“Don’t reinvent the wheel, just realign it.” Anthony J. D’Angelo, author
We’ve all heard the adage about reinventing the wheel. Why spend a great deal of time and effort on working through something that someone has already explored? When Women In Trucking Association was formed, we looked at other trade and professional organizations and determined what parts worked for us and what didn’t.
In fact, we took a lot of ideas from an organization called Women In Aviation International (WAI). At the time, I was working on my private pilot’s license and joined the WAI because I wanted to meet other women who fly. The airline industry isn’t all that different from the trucking industry, and both have a very small percentage of women behind in the cab or the cockpit. Many of our challenges are similar, so why not cooperate on our efforts?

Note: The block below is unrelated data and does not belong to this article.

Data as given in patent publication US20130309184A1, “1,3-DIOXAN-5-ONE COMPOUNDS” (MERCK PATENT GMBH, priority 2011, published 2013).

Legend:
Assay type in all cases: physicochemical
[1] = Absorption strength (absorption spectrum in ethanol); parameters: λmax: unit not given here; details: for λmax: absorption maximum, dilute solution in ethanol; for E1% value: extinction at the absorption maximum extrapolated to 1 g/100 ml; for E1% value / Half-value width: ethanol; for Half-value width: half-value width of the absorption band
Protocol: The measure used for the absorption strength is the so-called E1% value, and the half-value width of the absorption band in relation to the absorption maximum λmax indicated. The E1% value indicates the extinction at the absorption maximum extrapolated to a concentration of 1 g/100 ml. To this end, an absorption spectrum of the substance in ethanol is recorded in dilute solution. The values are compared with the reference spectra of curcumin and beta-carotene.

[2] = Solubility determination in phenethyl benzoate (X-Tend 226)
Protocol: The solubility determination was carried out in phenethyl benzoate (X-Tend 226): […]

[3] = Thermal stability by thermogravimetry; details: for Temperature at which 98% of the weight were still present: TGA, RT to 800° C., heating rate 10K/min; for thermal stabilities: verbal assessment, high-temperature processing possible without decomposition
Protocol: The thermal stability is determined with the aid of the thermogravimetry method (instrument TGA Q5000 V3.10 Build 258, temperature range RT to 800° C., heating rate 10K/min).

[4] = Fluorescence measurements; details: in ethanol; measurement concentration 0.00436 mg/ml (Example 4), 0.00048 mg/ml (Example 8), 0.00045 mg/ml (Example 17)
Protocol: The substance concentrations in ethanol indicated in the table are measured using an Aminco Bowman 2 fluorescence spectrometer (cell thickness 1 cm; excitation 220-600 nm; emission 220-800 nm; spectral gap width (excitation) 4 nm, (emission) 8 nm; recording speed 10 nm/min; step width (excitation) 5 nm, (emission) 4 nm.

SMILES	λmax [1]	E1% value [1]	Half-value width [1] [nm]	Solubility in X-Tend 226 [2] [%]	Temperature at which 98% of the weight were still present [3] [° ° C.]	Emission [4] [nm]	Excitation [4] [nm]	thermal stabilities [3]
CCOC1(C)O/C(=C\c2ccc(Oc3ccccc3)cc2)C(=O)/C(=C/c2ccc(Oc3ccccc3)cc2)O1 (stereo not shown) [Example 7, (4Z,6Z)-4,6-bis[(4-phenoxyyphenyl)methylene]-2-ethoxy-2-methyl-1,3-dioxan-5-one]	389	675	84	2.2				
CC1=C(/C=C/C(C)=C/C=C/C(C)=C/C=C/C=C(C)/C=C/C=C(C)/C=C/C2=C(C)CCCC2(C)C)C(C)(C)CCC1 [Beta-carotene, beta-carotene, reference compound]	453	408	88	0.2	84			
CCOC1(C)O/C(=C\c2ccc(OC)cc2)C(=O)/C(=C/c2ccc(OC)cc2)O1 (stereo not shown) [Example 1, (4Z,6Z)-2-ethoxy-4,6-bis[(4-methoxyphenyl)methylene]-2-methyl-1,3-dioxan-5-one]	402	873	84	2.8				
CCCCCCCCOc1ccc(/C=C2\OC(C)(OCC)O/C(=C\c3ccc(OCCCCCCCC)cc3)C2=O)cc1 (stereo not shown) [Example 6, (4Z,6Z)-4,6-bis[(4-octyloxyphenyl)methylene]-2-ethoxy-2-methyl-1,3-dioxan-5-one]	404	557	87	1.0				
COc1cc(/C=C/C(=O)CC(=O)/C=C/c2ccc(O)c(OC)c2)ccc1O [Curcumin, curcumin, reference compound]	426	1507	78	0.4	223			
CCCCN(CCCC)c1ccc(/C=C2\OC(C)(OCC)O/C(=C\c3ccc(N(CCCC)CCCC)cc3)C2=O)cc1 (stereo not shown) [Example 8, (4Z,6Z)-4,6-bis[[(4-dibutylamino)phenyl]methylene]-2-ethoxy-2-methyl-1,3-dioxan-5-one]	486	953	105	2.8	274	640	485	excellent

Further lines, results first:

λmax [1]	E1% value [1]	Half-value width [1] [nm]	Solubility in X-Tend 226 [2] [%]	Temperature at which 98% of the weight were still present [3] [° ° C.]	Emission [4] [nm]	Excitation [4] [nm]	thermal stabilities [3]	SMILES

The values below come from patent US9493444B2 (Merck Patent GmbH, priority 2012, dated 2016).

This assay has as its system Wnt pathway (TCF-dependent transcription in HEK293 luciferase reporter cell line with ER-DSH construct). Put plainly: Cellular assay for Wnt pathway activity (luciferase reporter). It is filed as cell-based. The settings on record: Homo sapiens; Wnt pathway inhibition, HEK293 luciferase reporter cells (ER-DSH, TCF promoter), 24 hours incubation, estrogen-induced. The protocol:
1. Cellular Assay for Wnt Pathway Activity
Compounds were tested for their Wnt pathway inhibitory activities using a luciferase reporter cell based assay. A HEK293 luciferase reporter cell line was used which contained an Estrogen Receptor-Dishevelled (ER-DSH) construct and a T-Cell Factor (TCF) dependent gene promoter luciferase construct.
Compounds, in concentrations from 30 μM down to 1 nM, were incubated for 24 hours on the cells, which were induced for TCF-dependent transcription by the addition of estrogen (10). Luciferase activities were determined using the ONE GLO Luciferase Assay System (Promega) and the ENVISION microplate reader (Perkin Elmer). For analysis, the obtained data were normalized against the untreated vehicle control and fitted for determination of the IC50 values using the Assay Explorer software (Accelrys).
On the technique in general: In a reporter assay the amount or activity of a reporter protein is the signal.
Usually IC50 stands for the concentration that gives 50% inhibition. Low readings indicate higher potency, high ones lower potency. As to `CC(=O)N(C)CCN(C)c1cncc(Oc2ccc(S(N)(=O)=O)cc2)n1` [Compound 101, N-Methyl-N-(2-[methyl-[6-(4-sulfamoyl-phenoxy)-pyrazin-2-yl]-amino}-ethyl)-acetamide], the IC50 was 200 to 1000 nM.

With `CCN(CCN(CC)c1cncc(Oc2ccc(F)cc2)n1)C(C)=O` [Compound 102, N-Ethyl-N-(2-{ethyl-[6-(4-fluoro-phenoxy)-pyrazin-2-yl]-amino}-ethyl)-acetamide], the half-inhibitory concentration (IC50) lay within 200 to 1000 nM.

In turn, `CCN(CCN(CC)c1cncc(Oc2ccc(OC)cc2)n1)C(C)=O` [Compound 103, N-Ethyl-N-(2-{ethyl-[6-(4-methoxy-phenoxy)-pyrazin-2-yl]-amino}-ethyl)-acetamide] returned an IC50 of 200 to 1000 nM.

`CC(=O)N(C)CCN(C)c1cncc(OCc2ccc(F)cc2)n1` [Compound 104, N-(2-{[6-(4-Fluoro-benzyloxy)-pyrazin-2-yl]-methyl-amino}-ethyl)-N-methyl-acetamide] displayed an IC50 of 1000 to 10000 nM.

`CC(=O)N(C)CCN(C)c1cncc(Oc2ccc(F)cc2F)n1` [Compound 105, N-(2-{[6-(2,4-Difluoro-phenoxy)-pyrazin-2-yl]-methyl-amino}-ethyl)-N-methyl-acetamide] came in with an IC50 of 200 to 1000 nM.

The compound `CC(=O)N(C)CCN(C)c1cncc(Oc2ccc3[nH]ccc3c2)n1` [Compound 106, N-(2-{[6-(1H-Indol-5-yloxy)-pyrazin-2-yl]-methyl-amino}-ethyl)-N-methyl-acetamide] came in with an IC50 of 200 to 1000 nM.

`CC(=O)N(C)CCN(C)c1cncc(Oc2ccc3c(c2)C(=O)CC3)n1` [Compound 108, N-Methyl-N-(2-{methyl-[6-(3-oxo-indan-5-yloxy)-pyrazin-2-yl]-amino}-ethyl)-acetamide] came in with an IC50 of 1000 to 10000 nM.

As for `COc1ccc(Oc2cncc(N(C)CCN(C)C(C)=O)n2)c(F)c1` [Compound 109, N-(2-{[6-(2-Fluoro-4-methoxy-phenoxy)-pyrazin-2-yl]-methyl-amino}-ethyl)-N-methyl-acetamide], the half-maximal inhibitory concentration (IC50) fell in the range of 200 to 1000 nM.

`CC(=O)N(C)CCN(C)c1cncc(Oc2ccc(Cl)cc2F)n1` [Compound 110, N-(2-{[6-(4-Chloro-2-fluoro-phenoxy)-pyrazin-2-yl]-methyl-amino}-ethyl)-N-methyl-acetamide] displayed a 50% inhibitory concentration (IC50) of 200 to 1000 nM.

Have you ever questioned how some terms or phrases are either outdated or don’t even make any sense? For example, when was the last time you actually “dialed” the phone? Except for your great aunt Edna, rotary dial phones are no longer in existence. We don’t dial anything; we just tap it or touch it.
What about taping a video? We don’t use tape anymore. We’re not using VCRs to record anything, we record it with bytes, not footage. Footage implies the film is measured in feet, but there aren’t any length measurements when it comes to recording a video.